Texas Legislators Exert Influence over Social Science Teaching

Conservative legislators in Texas are waging a new fight in the so-called “culture wars” over historical memory and public education in the State of Texas.

Jim Grossman, Executive Director of the American Historical Association, writes: “The Texas legislature is scheduled to vote today on ‘An Act relating to the social studies curriculum in public schools.’ AHA members will no doubt be pleased to see a state legislature taking an interest in social studies education; we are well aware that in part because history is tested less regularly than some other subjects it often receives fewer resources and less classroom time.”

Politicians and educators have repeatedly battled over the Texas state standards for history and social science education in public schools for decades. Recently, some Texas Republicans have been pushing for an “1836 project” to promote a patriotic (and conservative) vision of Texas history. The Texas legislative initiative is part of a broader movement by conservatives against curricula that incorporate multicultural perspectives, critical race theories, and anti-racist stances.

University of Texas at Austin

The Texas debate thus fits into a broader national debate over historical memory and public education. Jim Grossman explains that “unfortunately this legislation is part of a national agenda to diminish the quality of history instruction in the United States. Legislators in Idaho, Iowa, Louisiana, Missouri, New Hampshire, Oklahoma, Rhode Island, and West Virginia have introduced bills that generally purport to protect academic freedom and eliminate discrimination but actually make it difficult for teachers to discuss racism and other structures of inequality important to our nation’s history. A careful reading of much of this legislation indicates that teachers would be taking a serious risk if their class took a deep dive into the AHA’s Statement on the History of Racist Violence in the United States, endorsed by 97 scholarly organizations.”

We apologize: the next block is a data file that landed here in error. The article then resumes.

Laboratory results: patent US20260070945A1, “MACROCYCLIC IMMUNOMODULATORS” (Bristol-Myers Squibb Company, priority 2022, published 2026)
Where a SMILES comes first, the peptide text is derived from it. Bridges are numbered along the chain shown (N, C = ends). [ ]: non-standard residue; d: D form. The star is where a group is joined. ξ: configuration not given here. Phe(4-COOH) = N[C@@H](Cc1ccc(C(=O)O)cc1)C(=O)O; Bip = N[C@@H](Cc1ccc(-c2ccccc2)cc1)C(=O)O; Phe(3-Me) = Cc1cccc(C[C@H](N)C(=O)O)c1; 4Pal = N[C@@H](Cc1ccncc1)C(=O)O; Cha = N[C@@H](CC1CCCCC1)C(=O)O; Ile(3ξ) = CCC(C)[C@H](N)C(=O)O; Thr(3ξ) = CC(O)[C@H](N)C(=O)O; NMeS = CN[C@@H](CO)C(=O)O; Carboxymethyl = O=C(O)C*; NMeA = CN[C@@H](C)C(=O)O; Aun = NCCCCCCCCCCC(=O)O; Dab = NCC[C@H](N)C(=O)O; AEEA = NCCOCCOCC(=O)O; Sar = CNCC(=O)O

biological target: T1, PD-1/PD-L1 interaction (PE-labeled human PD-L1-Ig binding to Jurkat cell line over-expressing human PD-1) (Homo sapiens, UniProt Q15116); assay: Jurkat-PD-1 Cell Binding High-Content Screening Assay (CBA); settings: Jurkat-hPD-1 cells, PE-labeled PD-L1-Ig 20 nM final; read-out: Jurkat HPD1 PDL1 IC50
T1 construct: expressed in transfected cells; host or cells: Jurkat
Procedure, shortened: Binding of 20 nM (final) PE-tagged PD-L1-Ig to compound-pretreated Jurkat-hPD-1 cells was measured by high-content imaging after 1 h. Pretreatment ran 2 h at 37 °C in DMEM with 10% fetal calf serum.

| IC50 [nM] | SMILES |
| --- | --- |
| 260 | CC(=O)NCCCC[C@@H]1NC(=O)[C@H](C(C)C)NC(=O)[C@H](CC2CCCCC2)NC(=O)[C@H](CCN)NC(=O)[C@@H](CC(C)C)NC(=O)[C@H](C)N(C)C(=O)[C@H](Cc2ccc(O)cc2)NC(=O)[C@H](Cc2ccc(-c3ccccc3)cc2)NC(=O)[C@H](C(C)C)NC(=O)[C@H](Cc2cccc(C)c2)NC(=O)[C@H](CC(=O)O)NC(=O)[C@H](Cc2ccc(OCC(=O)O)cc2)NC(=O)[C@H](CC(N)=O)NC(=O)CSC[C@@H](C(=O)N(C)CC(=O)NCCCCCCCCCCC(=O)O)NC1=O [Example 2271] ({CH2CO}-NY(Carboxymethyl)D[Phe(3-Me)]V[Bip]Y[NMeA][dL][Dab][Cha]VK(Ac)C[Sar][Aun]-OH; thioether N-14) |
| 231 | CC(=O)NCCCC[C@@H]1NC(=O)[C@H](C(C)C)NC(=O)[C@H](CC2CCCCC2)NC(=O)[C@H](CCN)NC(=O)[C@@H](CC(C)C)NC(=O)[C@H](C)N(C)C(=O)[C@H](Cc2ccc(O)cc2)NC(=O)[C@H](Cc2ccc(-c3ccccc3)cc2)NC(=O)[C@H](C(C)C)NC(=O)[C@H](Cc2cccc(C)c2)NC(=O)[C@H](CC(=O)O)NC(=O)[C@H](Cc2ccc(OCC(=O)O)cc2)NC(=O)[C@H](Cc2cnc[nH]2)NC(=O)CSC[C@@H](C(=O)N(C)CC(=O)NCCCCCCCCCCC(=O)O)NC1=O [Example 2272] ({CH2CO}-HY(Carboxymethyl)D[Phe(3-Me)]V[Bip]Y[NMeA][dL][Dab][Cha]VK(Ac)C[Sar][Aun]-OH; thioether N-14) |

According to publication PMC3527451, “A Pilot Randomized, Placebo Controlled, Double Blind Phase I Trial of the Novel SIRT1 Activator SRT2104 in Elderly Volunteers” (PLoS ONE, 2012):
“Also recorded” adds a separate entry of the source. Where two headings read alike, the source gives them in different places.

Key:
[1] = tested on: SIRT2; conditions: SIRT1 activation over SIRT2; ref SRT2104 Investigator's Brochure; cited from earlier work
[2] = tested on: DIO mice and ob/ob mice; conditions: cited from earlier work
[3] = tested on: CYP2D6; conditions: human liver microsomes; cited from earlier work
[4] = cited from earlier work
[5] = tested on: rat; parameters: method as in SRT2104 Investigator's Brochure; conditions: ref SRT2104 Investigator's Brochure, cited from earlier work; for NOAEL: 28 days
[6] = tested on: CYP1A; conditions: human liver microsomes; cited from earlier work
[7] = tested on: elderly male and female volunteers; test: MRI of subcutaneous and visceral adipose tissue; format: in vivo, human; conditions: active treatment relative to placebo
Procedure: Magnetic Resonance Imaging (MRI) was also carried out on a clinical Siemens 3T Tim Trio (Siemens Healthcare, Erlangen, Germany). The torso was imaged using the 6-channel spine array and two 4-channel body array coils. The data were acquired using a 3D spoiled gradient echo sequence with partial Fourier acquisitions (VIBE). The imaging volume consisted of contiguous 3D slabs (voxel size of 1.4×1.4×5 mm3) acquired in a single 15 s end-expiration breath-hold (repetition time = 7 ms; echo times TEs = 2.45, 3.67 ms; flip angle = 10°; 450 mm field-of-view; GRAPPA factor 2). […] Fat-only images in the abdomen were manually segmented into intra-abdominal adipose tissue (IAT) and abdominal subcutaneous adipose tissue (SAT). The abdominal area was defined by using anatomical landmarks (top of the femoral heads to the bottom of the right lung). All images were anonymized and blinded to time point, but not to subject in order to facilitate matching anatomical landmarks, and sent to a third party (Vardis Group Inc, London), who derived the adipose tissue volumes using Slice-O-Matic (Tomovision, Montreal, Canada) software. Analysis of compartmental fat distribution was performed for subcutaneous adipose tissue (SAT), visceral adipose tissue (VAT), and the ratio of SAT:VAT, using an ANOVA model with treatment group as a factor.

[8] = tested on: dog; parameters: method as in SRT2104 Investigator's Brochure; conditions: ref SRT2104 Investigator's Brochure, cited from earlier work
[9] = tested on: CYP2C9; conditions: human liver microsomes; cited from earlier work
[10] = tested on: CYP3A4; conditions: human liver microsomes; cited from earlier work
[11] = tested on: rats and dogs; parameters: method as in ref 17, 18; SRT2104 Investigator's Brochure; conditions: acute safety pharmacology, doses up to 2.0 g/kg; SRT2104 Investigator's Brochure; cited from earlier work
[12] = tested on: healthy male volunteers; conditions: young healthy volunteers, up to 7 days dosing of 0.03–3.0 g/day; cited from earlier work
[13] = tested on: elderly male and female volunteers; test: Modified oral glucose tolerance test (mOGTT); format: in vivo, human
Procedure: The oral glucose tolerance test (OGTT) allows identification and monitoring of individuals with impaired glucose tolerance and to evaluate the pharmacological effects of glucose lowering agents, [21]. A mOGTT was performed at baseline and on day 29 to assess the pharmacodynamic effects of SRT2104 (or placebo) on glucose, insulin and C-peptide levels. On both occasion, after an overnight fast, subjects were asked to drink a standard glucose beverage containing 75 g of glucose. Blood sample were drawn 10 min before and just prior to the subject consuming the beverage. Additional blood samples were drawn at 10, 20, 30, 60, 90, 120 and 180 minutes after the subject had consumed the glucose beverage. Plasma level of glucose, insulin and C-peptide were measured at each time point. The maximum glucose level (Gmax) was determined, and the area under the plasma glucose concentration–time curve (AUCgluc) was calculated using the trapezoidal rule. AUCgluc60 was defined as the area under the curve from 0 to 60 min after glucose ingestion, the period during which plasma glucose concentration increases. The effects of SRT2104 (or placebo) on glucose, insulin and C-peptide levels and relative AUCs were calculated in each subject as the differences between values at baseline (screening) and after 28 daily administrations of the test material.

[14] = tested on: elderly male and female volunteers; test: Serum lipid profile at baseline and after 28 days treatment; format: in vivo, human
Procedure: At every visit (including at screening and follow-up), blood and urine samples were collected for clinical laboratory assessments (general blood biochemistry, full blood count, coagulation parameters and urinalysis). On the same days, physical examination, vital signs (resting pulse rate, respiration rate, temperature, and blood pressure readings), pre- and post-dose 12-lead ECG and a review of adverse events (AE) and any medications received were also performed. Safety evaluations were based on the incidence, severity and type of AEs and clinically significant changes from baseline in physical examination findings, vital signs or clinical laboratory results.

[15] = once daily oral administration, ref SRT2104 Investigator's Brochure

Conservatives across the United States have been vocal in their opposition to the inclusion of anti-racist perspectives on American history, especially through the 1619 Project, published by The New York Times.

The American Historical Association (AHA) has expressed concerns about conservative legislation that seeks to impose curricula on history teachers nationwide. Conservative legislators are seeking to constrict the ability of trained high school and middle school history and social science teachers to do their jobs professionally.

Grossman emphasizes that “nearly all of these bills seek to eliminate ‘divisive concepts’ from classrooms, drawing directly on a tendentious 2020 executive order that the AHA declared‘ neither necessary nor useful.’ The goal clearly is to heal division by denying its history, to inculcate patriotism by celebrating the nation’s past rather than understanding it. We stand by our vigorous insistence on teaching the complex textures of that history, rather than whitewashing it.”

The AHA Statement on the History of Racist Violence in the United States asserts that: “Division has a history, both in the United States and across the world. Denying this history cannot erase it. Rather than banning the ‘divisive concepts’ from any educational venue—whether a classroom, a museum, a national park, or a workplace training session—historians seek to draw public attention to these concepts so that they can be discussed, debated, and ultimately challenged. Unity is not achieved by pushing division under the rug; it can be won even in the face of difference.”

The Dallas Morning News reports on the debates over history and social science teaching in Texas. The AHA Statement on the History of Racist Violence in the United States is available on the website of the American Historical Association.

This entry was posted in Education Policy, History in the Media, History of Race and Racism, Human Rights, Humanities Education, Political Culture, The Past Alive: Teaching History, United States History and Society. Bookmark the permalink.

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